Office of the Attorney GeneralJanuary 29, 2016
2016 WL 695680 (Miss.A.G.)
Office of the Attorney General
State of Mississippi
*1 Opinion No. 2015-00445
*1 January 29, 2016
Re: Fantasy Sports Wagering in the State of Mississippi
*1 Allen Godfrey
*1 Executive Director
*1 Mississippi Gaming Commission
*1 Post Office Box 23577
*1 Jackson, Mississippi 39225-3577
Dear Mr. Godfrey:
*1 Attorney General Jim Hood has received your request for an opinion and has assigned it to me for research and response.
*1 I write today to request an Opinion of the Mississippi Attorney General with regard to the legality of fantasy sports wagering pursuant to Mississippi state law.
*1 While the play of fantasy sports has an extensive history, it is only with the proliferation of daily fantasy sports wagering that this issue has become of interest to the gaming industry in Mississippi. Fantasy sports (also known less commonly as rotisserie or roto) are games where participants assemble imaginary or virtual teams of real players participating in sporting events. These teams compete based on the statistical performance of those real players in actual games. These games may take place over a variety of different time periods ranging from one day to an entire season.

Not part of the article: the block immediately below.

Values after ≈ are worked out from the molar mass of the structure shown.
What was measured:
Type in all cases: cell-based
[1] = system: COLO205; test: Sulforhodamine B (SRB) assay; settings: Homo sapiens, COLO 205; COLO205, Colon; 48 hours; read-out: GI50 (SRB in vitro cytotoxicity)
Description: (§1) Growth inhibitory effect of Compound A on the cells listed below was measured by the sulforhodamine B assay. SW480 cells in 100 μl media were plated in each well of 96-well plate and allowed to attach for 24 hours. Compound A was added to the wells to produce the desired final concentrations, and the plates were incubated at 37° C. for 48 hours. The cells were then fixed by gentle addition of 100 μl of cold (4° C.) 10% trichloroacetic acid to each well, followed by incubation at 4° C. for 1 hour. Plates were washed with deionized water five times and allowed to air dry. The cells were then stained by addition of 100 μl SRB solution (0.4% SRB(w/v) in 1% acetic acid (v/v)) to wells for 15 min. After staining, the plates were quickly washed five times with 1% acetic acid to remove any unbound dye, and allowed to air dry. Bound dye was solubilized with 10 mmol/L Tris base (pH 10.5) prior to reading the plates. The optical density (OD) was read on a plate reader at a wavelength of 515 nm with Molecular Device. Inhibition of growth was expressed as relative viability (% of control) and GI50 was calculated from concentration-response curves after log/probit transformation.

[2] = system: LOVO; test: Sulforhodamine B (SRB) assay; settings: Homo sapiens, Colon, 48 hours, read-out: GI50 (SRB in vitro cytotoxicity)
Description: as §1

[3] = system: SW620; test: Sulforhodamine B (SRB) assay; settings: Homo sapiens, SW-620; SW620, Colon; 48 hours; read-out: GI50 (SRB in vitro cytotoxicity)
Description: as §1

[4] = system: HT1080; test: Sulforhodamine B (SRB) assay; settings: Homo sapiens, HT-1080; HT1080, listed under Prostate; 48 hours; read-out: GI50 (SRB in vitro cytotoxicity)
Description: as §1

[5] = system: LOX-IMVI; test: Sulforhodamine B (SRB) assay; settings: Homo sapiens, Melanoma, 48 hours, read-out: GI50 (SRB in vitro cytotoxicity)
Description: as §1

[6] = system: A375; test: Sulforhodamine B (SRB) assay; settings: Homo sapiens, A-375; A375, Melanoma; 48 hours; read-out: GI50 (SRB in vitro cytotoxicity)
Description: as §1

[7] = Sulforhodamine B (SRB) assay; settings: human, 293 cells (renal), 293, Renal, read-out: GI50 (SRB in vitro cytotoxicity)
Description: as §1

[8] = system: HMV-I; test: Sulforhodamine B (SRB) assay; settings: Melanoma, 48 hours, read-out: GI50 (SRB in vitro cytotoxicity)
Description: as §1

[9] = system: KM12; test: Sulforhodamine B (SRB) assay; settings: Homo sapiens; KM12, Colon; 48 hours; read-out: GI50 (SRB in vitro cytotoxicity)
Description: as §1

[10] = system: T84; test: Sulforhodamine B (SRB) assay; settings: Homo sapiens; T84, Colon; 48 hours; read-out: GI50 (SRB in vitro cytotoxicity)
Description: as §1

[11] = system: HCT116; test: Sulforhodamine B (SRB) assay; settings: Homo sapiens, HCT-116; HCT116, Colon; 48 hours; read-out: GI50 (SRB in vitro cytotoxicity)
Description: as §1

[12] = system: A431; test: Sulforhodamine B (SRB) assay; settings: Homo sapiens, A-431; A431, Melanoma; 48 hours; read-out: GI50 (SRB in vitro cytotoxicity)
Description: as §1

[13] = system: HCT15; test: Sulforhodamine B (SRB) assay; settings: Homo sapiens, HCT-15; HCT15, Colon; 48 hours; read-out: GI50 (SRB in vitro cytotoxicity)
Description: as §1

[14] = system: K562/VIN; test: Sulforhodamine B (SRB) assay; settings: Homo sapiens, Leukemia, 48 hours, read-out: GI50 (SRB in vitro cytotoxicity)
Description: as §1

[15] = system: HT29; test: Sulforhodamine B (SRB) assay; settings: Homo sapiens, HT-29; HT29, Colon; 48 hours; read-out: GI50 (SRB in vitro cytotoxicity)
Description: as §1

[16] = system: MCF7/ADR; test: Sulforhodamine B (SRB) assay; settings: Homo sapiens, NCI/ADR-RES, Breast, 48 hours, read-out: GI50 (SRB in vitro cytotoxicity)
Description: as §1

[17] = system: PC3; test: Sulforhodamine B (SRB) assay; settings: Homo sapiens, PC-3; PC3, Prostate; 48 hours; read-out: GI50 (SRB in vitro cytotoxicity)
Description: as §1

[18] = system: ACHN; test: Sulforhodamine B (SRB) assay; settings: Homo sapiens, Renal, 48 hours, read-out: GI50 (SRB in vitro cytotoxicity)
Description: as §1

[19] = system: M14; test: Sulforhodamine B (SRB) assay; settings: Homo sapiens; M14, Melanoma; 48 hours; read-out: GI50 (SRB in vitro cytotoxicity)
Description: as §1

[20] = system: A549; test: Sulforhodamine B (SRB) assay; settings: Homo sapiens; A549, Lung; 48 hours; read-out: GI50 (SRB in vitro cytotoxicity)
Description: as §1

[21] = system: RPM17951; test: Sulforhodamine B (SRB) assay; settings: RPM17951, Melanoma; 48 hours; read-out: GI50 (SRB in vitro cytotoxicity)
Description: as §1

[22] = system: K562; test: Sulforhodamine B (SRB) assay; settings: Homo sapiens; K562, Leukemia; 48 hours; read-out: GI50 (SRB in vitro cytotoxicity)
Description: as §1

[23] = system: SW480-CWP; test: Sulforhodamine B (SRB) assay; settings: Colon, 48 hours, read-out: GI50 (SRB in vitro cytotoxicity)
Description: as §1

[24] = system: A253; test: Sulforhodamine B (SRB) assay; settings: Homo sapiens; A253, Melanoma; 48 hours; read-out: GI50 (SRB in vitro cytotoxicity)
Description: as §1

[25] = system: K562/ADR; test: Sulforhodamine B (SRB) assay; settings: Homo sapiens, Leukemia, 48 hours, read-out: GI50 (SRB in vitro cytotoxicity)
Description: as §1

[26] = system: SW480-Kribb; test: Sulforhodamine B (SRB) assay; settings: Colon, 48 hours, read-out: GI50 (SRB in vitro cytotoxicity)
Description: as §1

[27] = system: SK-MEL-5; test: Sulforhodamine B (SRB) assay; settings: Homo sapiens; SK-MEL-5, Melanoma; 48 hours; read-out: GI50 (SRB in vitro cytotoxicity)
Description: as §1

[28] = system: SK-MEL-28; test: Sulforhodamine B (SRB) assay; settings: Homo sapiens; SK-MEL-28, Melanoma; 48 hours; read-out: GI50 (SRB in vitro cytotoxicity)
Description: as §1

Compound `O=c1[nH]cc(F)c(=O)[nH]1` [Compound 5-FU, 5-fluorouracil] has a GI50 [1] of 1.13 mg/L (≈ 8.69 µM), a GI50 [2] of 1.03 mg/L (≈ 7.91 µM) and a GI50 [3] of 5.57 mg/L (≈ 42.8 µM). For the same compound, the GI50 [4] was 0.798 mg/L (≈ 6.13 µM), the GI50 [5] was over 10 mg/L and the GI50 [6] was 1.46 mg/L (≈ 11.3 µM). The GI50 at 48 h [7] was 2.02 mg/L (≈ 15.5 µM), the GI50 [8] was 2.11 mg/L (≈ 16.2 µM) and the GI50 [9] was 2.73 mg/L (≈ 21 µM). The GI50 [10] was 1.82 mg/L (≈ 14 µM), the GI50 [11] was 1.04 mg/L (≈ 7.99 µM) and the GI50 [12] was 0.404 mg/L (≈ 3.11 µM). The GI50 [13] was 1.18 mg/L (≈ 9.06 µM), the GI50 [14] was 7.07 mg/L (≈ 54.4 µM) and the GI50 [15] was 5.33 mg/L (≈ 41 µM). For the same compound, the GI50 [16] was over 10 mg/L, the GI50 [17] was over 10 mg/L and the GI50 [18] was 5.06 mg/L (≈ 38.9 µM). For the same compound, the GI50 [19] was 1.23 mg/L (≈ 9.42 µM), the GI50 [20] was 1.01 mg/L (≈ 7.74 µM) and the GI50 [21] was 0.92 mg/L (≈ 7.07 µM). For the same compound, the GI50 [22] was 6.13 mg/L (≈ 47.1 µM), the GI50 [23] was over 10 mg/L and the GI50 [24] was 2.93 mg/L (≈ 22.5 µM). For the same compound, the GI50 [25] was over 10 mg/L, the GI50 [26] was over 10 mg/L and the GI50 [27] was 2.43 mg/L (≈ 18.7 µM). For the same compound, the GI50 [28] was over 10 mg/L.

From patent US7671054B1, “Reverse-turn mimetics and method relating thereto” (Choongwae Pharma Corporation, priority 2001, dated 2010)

*1 This agency has received numerous requests for guidance on fantasy sports wagering both from Mississippi licensed gambling establishments and the general public. The Mississippi Gaming Commission is charged with the regulation of licensed gambling and the enforcement of illegal, unlicensed gaming. Currently, daily and season long fantasy sports games are being offered to Mississippians via computers and mobile devices without regulation. Participants may play for free, but the websites offering the games also allow for wagers and the chance to win cash prizes wherein the website takes a percentage of the total prize. This activity has been banned in an increasing number of jurisdictions.
*1 As such, the Commission requests that the Office of the Attorney General address whether fantasy sports wagering is legal on a licensed gaming floor and/or outside of licensed gaming floors.